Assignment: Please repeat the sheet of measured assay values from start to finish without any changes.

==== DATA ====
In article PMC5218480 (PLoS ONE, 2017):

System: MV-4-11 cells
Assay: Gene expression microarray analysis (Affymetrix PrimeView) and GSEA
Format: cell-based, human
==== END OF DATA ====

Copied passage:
In article PMC5218480 (PLoS ONE, 2017):

System: MV-4-11 cells
Assay: Gene expression microarray analysis (Affymetrix PrimeView) and GSEA
Format: cell-based, human